12 years ago at 9:47 PM
I'm thinking of buying, but if I don't have electricity in an emergency, how will I heat the water to add to the freeze dried food? Could I use the hot water from the kitchen faucet? Is that hot enough? Does it have to be boiling? In an emergency my electricity goes off but my gas so far has stayed on, and my heaters are gas-fired.
el m.
12 years ago at 8:35 AM
I purchased several 50 lb. bags of rice for storage and when I got home I thought, where am I going to store this? I knew that I had to get creative. I bought a new trash can and put the bags in it,then I covered the can minus the lid, with a piece of round plywood and covered that with a beautiful cloth. Instant end table. Then I put my lamp & accessories on the top and nobody is the wiser that it's food storage.
Ken Becker
8 years ago at 9:38 AM
Food storage is also great for Camping. If you plan on a long trip, with lots of hiking, freeze dried food is a great way to keep the load light and still be able to eat. No need for hunting wabbits! As for water. I have seen many ways to purify it. Iodine or bleach are the best, but leave a horrible taste. You need these to kill the microbes that will make you sick. Here's my solution: Use a capful of bleach per gallon of water, or 4-5 drops of ioding. THEN get water bottles with Pure or Brita filters (you can have the pitchers if it is at home). The filters clean out all the chemicle taste while the chemicles clean out the microbes. Clean tasting water that won't make you sick. I'd recommend a "Life Straw", but I haven't tested those yet. Also, in the case of a long erm disaster (no one wants to think it, but wars happen), keep some seeds handy to eventually plant. Heriloom Tomatoes, peppers, broccoli, carrots, maybe even some fruit like strawberries. And no, this doesn't make you a paranoid nutcase. It makes you prepared to take care of your family. Outfitting an RV with armor plates, 4wd, and lined with lead(radiation)makes you a nutcase.
Keith C
7 years ago at 6:22 PM
Bottom line is this; (1) People that think food storage and preparedness are for the extreme are also the same ones destroying this country. (2) People who are willing to just sit back and look for a handout from the government are the same ones who vote radical liberal Marxists into office. There was a time (when sanity ruled) that food storage and preparedness was a given. If you didn't work you didn't eat. You prepared for the future because that future was uncertain. Not today though. Heck, today, you can just vote Democrat, and live off of me and my family.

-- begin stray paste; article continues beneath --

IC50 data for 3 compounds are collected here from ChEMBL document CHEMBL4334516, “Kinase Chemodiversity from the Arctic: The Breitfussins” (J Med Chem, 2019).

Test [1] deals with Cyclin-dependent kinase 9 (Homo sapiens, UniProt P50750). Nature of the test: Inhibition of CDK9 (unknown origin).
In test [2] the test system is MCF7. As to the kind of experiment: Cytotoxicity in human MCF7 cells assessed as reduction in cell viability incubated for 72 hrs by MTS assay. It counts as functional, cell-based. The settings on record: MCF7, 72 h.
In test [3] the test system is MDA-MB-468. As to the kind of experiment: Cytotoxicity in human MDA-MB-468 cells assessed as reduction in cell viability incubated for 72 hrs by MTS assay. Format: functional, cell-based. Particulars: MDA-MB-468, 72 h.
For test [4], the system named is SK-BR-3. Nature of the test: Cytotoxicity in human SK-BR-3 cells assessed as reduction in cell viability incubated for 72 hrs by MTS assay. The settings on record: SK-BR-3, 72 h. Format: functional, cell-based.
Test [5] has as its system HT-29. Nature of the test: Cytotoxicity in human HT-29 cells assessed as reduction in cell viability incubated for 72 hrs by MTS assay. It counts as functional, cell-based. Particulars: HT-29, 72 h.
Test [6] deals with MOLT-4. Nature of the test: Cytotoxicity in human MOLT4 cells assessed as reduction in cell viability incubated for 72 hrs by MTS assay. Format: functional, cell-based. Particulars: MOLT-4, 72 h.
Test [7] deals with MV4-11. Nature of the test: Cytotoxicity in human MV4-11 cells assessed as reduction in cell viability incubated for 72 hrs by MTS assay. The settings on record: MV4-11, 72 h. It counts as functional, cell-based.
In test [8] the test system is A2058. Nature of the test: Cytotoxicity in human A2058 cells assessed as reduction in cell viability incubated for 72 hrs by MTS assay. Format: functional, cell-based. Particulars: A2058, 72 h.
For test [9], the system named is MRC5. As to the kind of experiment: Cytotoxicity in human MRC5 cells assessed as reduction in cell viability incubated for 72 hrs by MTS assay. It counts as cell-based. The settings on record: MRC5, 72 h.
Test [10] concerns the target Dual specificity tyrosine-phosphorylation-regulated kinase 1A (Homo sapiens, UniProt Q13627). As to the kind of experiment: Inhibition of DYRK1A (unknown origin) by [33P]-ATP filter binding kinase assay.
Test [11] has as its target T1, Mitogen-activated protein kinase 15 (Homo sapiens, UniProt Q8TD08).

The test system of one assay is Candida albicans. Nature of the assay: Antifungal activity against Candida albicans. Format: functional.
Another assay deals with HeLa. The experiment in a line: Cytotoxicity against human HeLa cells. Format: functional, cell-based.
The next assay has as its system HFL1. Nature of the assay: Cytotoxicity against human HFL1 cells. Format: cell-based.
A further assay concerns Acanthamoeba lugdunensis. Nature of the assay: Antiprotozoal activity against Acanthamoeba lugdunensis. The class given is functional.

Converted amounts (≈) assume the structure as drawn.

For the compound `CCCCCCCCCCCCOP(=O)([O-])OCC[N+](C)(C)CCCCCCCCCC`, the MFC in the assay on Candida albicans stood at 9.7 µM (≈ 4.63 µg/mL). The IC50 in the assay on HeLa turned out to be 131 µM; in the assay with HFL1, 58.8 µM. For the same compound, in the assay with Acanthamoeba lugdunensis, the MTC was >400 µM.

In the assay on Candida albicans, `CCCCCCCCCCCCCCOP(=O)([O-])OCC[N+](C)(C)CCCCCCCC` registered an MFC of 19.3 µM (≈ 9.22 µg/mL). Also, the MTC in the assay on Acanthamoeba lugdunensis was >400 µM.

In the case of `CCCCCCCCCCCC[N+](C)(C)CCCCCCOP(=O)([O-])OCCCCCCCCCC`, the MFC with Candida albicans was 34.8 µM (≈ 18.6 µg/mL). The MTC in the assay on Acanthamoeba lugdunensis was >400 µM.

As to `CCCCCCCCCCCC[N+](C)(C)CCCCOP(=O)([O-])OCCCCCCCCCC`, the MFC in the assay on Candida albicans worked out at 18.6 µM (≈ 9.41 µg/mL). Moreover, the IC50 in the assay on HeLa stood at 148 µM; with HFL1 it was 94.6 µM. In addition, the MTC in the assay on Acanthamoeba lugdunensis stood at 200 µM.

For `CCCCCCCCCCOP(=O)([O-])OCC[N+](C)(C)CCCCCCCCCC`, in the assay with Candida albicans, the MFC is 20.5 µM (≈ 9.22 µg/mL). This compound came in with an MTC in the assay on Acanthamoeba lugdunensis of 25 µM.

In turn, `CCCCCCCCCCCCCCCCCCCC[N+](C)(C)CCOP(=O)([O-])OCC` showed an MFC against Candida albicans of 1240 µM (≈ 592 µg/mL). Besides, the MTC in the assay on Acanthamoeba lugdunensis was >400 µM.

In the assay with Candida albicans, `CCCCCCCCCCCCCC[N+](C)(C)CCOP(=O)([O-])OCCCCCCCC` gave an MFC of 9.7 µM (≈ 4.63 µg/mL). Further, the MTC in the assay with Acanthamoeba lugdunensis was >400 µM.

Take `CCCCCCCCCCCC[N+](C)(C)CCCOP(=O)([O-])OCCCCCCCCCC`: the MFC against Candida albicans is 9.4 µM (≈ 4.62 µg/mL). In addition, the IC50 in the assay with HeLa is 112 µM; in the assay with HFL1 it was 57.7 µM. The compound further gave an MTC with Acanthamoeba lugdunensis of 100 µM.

Janet Hodges
7 years ago at 2:30 PM
I think that comment sense is required these days.My husband is a carpet installer and winter work is scarce.I have been using dried foods to supplement our groceries for years.Hunting helps add to our meat supplies.There are times during the winter when knowing I have food on hand that I can fix is a blessing. If you have ever been hungry you will understand!
Peppermint Patty
4 years ago at 9:22 AM
Shelf life of prepper food is a myth. I've tested that. Blame it on life factors but it can go bad sooner. It's a myth that you'll be able to use it easily or at all. You might have to evacuate or have no means to prepare it. The reasons for prepping,we tell ourselves, are sometimes a myth. The way you will handle a real situation is a myth. You never know if you'll freak out so bad that you won't be able to handle it. Our panic mode is not predictable even if you're stocked with all the emergency supplies. If fear and anxiety drives your prepping, it might also spark a meltdown when things don't feel as safe and comfortable as expected. Experience and good reactions can't be bought and stored for later. Imagining and reading about a scenario is not a guarantee that you really understand what it will actually be like. I'm religious and value bible lessons and faith but I think that it's a myth that a person will stay religious and faithful and can keep good judgement during their hardest times. People have lost their religion during the worst time.